Updated: July 13, 2020 at 7:02AM
Treatment & Prevention
In Phase 3 of the University’s reopening plan, faculty and staff can, as always, contact their personal health provider or the on-campus Wellness Center with any health concern. To contact the Wellness Center, including scheduling a Telehealth service for medical issues or mental health concerns, call 574-634-WELL (9355). Students can contact University Health Services, St. Liam Hall, 574-631-7497.
Quarantining and Isolation
The University, in close partnership with local and state health officials, is developing robust protocols around testing, contact tracing, quarantining, and isolation. To ensure the health and well-being of the Notre Dame community, faculty, students and staff will be expected to comply with these protocols.
The CDC provides the following information about quarantining, isolation, and contact tracing:
Quarantining is designed to keep someone who might have been exposed to COVID-19 away from others. Quarantine helps prevent the spread of disease that can occur before a person knows they are sick or if they are infected with the virus without feeling symptoms.
Isolation is used to separate people infected with the virus (those who are sick with COVID-19 and those with no symptoms) from people who are not infected. People who are in isolation need to remain isolated until it’s safe for them to be around others.
Student Quarantine and Isolation
All isolated or quarantined students will be referred to Sara Bea Accessibility Services for accommodations and classroom support, including monitoring of exams. UHS providers will follow up with students regularly and advise when they are able to return to the classroom.
While off-campus students will likely complete any necessary isolation or quarantine time in their homes, University staff will check in with these patients daily, provide monitoring supplies, and ensure the students have access to a delivery service for groceries, food, and supplies.
The University has contracted with three off-campus partners for quarantine or isolation space for on-campus students and has additional apartments reserved for this purpose in a separate building of Fischer Graduate Residences. These students will also be checked on daily, provided with monitoring supplies, and delivered two daily meals prepared by Campus Dining.
Contact tracing allows for the identification and monitoring of contacts of infected people so that they can be notified of the contact and to support the safe, sustainable, and effective quarantine of close contacts to prevent additional transmission. The COVID-19 Response Team (CRU) will oversee the University's contact tracing for any member of the Notre Dame community who tests positive for COVID-19. This means that the CRU will methodically identify those on campus who have been in close contact with someone who tests positive for the virus and refer those people for testing.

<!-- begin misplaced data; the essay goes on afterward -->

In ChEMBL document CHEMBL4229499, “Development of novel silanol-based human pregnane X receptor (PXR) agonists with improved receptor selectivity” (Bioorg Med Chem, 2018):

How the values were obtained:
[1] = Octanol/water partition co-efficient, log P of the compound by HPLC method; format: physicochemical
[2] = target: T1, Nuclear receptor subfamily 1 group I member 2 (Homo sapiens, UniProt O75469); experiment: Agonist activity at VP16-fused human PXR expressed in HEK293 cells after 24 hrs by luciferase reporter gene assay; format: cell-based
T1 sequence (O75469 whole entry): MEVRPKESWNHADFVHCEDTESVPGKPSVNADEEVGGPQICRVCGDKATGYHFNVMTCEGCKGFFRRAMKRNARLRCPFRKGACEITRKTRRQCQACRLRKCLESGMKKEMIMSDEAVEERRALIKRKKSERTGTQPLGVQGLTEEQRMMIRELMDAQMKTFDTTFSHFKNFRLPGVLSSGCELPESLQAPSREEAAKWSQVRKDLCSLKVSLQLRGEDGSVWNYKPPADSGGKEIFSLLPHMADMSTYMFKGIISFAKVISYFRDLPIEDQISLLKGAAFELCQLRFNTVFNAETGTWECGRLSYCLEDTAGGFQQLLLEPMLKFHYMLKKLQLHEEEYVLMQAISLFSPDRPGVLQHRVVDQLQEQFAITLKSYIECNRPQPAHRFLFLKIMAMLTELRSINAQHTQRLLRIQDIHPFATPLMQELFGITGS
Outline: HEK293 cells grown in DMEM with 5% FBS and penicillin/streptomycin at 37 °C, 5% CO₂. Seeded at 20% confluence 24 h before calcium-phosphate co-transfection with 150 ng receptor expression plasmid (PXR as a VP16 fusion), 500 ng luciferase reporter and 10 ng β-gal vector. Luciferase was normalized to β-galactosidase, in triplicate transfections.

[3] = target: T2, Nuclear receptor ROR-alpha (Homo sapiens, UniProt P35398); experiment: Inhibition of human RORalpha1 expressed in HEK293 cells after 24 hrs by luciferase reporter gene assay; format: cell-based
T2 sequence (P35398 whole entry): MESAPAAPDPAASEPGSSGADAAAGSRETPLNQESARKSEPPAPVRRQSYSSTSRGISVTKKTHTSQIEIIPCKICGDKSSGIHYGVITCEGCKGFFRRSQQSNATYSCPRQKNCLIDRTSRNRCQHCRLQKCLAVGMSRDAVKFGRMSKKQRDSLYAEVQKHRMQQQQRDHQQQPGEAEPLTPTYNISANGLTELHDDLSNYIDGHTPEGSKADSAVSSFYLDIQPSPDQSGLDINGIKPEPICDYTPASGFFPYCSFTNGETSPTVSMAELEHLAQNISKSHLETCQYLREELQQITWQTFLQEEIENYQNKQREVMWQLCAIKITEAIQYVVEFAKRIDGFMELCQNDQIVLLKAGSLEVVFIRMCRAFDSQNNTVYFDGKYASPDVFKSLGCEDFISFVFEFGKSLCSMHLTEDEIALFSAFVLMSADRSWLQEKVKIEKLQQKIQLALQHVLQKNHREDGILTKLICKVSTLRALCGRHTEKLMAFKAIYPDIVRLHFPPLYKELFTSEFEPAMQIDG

Contact tracers will respect and adhere to best practices for patient confidentiality. The CRU, per public health practice, will coordinate with the county health department, but will not draw on resources from the health department.
The University has already signed a contract for the support software we will be using. The University will not be using any Bluetooth-enabled electronic notification systems as part of our contact tracing efforts. The contact tracking software will connect directly with the daily health check system and the testing center, allowing for seamless follow up on those exhibiting symptoms and testing positive for COVID-19.
Seasonal Flu Vaccine
Based on the strong recommendations of infectious disease experts at the Cleveland Clinic and local health officials, the University is requiring all students, absent a medical exception, to receive the seasonal flu vaccine in fall 2020. Similarly, the University is urging all faculty and staff to also receive the flu vaccine.
The University has ordered sufficient supply of the flu vaccine to provide free vaccinations to all members of the University community and will launch a campus-wide vaccination campaign.
As we know, the seasonal flu vaccine is designed to prevent infections with influenza viruses, which are very different from coronaviruses. The flu vaccine will not prevent infection with COVID-19, but it can help our Notre Dame community better respond to the outbreak of COVID-19, by preventing seasonal flu and thereby not diverting resources needed to address COVID-19 in this time of the global pandemic.